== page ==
It is well known that every radiating solution to the Navier equation has an asymptotic behaviour of the form
\hb@xt@.01(1.6)  
uniformly in all direction . The functions and are known as the compressional and shear far field pattern of , and are analytic functions on . We want to remark here that, to simplify the subsequent representations, the coefficients in (LABEL:usasymptotic) are slightly different to those given in [2, 21]. We also have the asymptotic behaviour [2]
\hb@xt@.01(1.8)  
where denotes the surface traction operator on a circle centered on the origin of radius .
Throughout this paper, we will denote the pair of far field patterns
of the corresponding scattered field by , indicating the dependence on the observation direction , the incident direction and the pair of coefficients . We want to remark that the dependence on the coefficients is linear. For convenience, we use the following notations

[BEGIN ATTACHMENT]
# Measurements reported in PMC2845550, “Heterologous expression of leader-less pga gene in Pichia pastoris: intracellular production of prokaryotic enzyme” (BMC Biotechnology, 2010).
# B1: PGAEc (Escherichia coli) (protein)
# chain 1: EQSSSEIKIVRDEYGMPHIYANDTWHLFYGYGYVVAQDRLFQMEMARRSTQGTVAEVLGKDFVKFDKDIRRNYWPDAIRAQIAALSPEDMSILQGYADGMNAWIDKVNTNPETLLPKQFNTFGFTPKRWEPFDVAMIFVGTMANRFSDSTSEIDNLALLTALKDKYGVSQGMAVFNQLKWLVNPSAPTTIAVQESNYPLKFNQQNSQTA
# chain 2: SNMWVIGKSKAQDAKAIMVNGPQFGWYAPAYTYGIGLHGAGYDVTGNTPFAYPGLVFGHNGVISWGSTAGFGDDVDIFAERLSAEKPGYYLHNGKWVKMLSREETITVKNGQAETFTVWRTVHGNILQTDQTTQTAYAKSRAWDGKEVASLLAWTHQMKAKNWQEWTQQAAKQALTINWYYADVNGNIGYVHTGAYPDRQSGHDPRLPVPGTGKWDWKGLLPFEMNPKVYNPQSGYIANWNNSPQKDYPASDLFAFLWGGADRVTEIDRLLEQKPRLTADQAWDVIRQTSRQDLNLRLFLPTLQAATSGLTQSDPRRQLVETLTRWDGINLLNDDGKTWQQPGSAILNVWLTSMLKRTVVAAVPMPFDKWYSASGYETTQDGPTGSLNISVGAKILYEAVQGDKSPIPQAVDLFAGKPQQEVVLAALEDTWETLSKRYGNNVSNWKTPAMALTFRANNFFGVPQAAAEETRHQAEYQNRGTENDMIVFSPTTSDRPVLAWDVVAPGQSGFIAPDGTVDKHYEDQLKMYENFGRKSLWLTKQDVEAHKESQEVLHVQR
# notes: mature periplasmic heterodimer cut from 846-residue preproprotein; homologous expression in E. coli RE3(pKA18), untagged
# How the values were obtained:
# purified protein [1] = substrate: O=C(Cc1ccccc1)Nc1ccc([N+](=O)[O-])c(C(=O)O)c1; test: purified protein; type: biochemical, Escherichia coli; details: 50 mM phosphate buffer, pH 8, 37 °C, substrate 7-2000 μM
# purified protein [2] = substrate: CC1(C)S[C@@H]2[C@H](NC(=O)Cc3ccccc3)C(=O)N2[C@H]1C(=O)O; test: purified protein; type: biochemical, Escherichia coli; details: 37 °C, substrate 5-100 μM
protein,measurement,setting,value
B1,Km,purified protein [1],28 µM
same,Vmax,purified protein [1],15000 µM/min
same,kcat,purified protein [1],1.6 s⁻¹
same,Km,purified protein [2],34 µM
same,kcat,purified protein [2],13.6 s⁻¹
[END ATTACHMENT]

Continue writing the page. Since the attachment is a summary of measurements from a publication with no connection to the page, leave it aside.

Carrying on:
Let be a subset of with nonempty interior. Then, we are interested in the following three inverse elastic scattering problems.

IPFF: Determine the location and shape of the scatterer from the knowledge of the full far field pattern for all observation directions , all incident directions and for and .

IPPP: Determine the location and shape of the scatterer from the knowledge of the compressional far field pattern for all observation directions , and all incident directions .

IPSS: Determine the location and shape of the scatterer from the knowledge of the shear far field pattern for all observation directions , and all incident directions .
Clearly, the measurement data in IPPP and IPSS is much less than those in IPFF. For uniqueness of IPFF, we refer to Hähner and Hsiao [12], while the corresponding result of IPPP and IPSS can be found in the recent works by Gintides & Sini [10] and Hu, Kirsch & Sini [13]. Due to analyticity, for uniqueness it suffices to know the far field pattern on the subset . However, as one would expect, the quality of the reconstructions decreases drastically for this so called limitedaperture problem. In particular, the traditional sampling type methods studied in Alves and Kress [1], Arens [2], Charalambopoulos & Kirsch et al. [6], Hu, Kirsch & Sini [13], and Sevroglou [21] fail to work. In this paper, we will introduce some data retrieval techniques to compute those data that can not be measured directly. Combining this and using the proposed sampling methods, the limitedaperture problems are desired to be solved partially.